A class of D.C. Fire and EMS cadets honed their CPR skills, prepared for their EMT certification tests and welcomed the District's fire chief as he paid them a special visit to discuss the importance of the program and the life-saving skills young adults learn while there.
Three years ago, one of those cadets, Jashawn Evans, found himself in the back of a D.C. ambulance after being shot. The defining moment led to a realization for Evans, who was just 16 at the time.
"I was shot standing on my porch talking to a few of my friends," he recalled. "Seeing something happen to me, it was kind of like a shock. You think you're a good person, you think everything you're doing is right, but then something random like that happens to you. It makes you really realize that life is real short."
After graduating from Ballou High School and with his gunshot wound behind him, Evans decided he wanted to give back to his community.
We're making it easier for you to find stories that matter with our new newsletter — The 4Front. Sign up here and get news that is important for you to your inbox.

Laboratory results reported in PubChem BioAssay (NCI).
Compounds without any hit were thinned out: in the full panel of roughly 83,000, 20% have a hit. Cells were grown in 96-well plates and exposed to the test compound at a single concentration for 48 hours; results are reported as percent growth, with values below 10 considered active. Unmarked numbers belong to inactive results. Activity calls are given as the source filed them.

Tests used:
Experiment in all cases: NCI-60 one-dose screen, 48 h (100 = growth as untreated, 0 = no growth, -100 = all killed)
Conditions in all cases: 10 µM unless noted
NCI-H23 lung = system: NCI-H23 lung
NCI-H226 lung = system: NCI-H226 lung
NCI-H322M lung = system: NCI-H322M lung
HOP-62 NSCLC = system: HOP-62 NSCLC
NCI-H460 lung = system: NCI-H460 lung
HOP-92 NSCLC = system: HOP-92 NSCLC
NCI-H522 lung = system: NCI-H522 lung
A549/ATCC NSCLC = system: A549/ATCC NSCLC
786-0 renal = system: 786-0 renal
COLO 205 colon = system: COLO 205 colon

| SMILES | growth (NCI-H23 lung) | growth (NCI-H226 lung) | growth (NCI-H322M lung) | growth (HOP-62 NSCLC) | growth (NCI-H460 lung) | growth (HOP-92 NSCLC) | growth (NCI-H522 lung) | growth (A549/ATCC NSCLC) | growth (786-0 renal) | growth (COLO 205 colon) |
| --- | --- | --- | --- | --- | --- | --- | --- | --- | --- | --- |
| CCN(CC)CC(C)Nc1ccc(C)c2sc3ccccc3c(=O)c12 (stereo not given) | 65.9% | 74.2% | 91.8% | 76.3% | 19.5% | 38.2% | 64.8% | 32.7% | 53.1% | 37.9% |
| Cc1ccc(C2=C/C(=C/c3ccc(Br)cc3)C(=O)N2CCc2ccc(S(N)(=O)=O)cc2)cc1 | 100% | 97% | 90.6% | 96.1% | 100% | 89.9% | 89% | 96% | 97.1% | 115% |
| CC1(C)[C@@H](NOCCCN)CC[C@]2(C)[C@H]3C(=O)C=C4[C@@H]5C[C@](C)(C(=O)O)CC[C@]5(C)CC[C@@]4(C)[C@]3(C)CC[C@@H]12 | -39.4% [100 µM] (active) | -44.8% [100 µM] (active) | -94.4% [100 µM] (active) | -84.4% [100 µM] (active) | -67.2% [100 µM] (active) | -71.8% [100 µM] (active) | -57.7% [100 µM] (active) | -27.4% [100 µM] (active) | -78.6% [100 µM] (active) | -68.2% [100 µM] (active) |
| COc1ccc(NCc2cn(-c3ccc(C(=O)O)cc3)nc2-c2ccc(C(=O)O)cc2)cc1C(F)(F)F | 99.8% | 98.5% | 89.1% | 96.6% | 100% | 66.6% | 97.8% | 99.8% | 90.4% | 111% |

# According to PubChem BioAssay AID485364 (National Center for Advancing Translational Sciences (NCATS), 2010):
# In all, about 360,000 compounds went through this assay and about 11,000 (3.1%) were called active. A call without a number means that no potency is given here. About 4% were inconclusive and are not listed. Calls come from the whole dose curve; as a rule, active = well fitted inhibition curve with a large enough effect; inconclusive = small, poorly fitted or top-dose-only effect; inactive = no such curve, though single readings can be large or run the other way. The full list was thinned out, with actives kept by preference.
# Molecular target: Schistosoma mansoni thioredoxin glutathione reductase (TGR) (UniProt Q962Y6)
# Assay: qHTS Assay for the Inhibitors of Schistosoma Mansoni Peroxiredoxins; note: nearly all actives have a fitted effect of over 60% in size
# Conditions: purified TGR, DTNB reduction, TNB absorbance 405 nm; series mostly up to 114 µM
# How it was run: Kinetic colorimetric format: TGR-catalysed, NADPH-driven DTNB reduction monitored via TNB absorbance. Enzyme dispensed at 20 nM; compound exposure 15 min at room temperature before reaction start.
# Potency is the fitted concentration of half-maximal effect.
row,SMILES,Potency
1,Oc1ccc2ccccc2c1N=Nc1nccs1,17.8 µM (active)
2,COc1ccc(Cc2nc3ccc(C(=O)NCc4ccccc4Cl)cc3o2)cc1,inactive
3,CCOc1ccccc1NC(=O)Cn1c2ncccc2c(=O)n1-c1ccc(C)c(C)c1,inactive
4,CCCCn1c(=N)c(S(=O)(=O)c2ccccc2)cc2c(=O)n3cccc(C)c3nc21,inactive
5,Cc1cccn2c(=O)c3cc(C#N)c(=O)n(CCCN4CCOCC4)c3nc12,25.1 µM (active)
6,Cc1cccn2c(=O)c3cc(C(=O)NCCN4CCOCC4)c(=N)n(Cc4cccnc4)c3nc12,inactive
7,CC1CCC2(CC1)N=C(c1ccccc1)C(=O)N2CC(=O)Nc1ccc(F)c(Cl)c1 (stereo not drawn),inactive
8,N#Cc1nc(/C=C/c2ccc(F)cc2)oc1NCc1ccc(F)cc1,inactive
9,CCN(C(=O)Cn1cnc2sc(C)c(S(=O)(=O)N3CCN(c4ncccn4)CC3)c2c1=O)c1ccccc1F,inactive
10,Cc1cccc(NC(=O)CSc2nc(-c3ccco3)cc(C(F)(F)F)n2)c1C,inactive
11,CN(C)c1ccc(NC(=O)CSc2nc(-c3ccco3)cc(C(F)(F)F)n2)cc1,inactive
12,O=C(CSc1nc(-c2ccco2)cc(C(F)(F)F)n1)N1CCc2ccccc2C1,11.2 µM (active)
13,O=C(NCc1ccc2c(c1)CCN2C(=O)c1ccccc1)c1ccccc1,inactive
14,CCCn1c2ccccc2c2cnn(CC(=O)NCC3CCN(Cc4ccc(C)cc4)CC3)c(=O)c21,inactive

"I feel like I could save lives or be that person who was there for me when they had to rush and come get me," Evans, a resident of Southeast D.C., said. "Being a D.C. firefighter will actually help my community."
Now 19, Evans will take his EMT certification test Wednesday — and be another step closer to completing the cadet program.
Since 1986, the D.C. fire and EMS cadet program has graduated more than 400 firefighter EMTs. The year-long program is open to high school graduates in the District between age 18 to 22. Cadets are paid about $30,000 a year while in training. After they graduate, their annual salary jumps to roughly $55,000.